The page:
Tag Archives: Streams

Jennings’ Woods At Bank Maximum

Last week’s intense rain-on-snow precipitation event caused bank overflow at Jennings’ Woods, destroying some riparian zone experimental plots.  Another large rain event occurred/is occurring this weekend, and I was able to snap some photographs of the river at bank height.  This corresponds with a gauge height of approximately 5 ft at the USGS West Branch of the Mahoning Station near Ravenna, Ohio.  Below are a few panoramas: (1) just upstream from the McCormick Rd bridge, (2) at the second major bend, and (3) a decent way into the property, where the last of Peter’s plot were.

Jennings' Flooding Event - 03.05.2011 - 16.03.33_stitchJennings' Flooding Event - 03.05.2011 - 16.07.26_stitchJennings' Flooding Event - 03.05.2011 - 16.20.36_stitch

Leaf loaf set out

Today, with the much-appreciated help of a few volunteers, Jessica’s artificial loaves of leaves were set in the stream.  The next couple of weeks will include some intense sampling and processing efforts, but given the work done today, it won’t be a problem.

Nine artificial loaves were attached to stakes set into the stream bed in five different riffles.  The nine include two leaf treatments, previously conditioned in the stream and unconditioned.  Jessica will be sampling them to examine winter invertebrate colonization and FPOM deposition.

Jessica's Artificial Loaf set out - 01.17.2011 - 13.50.54
Frigid conditions greeted us.
Jessica's Artificial Loaf set out - 01.17.2011 - 14.33.38
Fun to be had anyway

Jessica's Artificial Loaf set out - 01.17.2011 - 14.02.25
Scott secures a loaf

Jessica's Artificial Loaf set out - 01.17.2011 - 14.34.04
Extremely tightly
Jessica's Artificial Loaf set out - 01.17.2011 - 14.34.45
Ariel put the finishing touches on a few leaf ka-bobs
Jessica's Artificial Loaf set out - 01.17.2011 - 14.59.54
View of a single riffle
Jessica's Artificial Loaf set out - 01.17.2011 - 14.02.03
A few attached leaf packs
Jessica's Artificial Loaf set out - 01.17.2011 - 15.00.18
Completion

Reserva Biológica Hitoy Cerere

An hour and a half hike up the Hitoy Cerere River in the biological reserved named for the river, Boa and I came across the pictured waterfall spilling into the Hitoy.  The name of the river comes from a language spoken by Native Americans in Costa Rica, and I think it translates to describe the clear water and rounded rocks covering the river bed.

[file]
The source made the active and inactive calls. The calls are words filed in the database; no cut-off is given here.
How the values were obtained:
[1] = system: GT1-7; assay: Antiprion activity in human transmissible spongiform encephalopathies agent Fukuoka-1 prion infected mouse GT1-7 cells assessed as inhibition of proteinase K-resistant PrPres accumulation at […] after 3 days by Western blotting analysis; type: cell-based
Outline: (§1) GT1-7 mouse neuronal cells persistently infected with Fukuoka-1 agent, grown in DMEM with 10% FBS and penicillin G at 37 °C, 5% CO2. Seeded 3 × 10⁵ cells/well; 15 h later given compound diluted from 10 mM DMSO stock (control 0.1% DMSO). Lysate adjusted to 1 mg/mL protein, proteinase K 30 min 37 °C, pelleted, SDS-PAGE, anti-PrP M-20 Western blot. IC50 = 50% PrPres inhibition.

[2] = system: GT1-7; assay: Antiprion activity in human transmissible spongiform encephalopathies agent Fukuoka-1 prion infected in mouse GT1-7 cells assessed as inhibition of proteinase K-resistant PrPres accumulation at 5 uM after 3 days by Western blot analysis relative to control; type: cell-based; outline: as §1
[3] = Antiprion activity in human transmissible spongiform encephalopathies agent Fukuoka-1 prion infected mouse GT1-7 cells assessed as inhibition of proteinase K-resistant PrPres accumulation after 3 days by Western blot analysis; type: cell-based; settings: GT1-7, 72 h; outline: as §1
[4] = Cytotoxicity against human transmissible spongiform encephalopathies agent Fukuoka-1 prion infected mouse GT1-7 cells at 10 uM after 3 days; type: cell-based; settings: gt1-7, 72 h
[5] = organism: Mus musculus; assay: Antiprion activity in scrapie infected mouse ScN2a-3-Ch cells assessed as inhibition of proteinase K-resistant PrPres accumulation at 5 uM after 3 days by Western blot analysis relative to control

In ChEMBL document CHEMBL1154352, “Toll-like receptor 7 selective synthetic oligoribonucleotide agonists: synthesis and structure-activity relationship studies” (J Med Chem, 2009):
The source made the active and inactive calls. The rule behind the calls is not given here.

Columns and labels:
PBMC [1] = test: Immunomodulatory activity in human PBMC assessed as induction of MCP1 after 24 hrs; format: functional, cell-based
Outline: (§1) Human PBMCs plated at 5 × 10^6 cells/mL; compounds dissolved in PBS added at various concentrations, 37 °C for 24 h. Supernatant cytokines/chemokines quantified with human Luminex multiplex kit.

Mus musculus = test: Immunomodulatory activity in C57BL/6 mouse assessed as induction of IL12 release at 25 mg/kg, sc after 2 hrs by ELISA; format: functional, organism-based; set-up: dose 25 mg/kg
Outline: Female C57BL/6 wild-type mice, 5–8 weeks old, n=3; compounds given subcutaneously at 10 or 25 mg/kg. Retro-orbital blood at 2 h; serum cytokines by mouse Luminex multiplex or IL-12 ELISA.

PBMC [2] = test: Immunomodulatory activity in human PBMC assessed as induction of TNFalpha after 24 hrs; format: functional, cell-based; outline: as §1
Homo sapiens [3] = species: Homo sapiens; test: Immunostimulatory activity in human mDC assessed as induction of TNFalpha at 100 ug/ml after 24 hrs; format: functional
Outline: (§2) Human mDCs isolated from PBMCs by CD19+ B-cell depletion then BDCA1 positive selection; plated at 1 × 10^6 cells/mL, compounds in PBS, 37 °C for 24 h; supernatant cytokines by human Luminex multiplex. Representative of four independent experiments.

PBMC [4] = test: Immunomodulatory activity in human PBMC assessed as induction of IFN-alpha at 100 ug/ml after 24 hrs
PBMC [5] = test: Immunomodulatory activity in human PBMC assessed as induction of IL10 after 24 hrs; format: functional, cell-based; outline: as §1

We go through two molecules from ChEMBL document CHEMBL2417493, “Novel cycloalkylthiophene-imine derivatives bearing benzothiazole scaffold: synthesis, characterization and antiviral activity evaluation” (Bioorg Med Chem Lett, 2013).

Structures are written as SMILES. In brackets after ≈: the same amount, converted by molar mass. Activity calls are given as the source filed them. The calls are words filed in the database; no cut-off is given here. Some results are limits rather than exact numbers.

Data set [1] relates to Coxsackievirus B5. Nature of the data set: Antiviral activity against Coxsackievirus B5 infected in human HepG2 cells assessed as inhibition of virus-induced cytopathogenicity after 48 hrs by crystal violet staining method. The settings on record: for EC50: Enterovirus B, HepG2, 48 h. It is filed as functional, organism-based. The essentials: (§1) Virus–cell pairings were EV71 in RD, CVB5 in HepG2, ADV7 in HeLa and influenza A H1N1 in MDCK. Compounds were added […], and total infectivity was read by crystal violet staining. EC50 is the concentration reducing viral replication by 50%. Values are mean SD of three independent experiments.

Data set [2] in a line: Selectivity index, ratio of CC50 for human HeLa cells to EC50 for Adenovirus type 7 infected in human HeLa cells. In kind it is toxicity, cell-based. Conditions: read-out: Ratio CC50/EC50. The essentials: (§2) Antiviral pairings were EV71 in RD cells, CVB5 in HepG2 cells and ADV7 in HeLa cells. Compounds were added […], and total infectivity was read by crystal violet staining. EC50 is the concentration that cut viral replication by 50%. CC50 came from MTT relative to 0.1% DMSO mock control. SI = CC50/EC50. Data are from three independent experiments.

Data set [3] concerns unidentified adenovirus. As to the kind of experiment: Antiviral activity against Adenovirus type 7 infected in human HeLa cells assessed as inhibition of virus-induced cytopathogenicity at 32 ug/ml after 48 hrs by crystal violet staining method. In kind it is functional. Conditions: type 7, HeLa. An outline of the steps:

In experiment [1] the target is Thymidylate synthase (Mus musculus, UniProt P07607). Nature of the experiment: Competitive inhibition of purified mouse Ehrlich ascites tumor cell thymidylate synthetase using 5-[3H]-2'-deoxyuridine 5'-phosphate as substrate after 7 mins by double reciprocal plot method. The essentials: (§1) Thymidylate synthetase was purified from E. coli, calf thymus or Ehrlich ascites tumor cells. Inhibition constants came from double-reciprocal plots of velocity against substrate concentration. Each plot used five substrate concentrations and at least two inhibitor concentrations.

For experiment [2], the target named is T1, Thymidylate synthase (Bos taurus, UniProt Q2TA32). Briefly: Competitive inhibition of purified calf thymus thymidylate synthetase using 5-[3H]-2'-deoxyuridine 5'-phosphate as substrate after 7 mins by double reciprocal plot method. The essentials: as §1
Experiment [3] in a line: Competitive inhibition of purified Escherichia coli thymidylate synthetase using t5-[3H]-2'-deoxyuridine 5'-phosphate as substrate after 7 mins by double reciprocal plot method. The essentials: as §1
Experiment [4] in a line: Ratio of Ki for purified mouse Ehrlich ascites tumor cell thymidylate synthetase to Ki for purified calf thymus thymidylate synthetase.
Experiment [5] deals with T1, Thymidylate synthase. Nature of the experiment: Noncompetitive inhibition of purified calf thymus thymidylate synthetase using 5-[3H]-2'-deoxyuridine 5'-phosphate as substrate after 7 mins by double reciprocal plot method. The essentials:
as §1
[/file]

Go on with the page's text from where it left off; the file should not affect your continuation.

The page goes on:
The reserve is hidden away up the mountains from Dole’s banana plantations in Valle La Estrella (see the map below) and protects part of Rio Hitoy Cerere’s watershed and most of a few other smaller tributaries draining from the north.  Guessing from experience in temperate and tropical systems, I’d estimate Hitoy to be a 5th order stream: large and open, but not reliably navigable.  Further, the river is superficially similar to that in another reserve I’ve had the opportunity to visit near San Ramón – the San Lorencito in Reserva Biológica Alberto Manuel Brenes.  The cline is certainly not as steep, and the fish assemblage is more substantial (i.e., high abundances of characids and greater fish diversity) due to the lower elevation of Hitoy, but the surrounding/riparian forests and soils are appear similar.

ANAI, a group developing biomonitoring techniques for Costa Rica water ways, has used Hitoy as a referencing point for both aquatic invertebrates and fishes.

Now… all I need is to develop a proposal examining elevational gradient effects on invertebrate and fish communities important in Costa Rican biomonitoring… then I can work in these unbelievably beautiful stream locations.

Hitoy Cerere Falls - 09.24.2010 - 13.29.09_stitch Hitoy Cerere Falls - 09.24.2010 - 13.30.15_stitch
hitoy
Google Earth map showing the rough outline of Hitoy Cerere (Blue) and some of Dole's banana plantations (Red).

Rio Camarones Oraganic Matter input

I study decomposition in aquatic systems, and most research in this area focuses on leaves as the major source of outside input of organic matter into these systems.  However, in tropical systems, flower and fruit material can make up a substantial portion of OM input in streams, as discuss in Tropical Steam Ecology and evidenced in this photograph.

While sampling, flower parts rained into Rio Camarones in Sirena, completely covering the surface.  And, just like in Ohio, the stream was filled with abundant crustaceans, probably acting as shredders!

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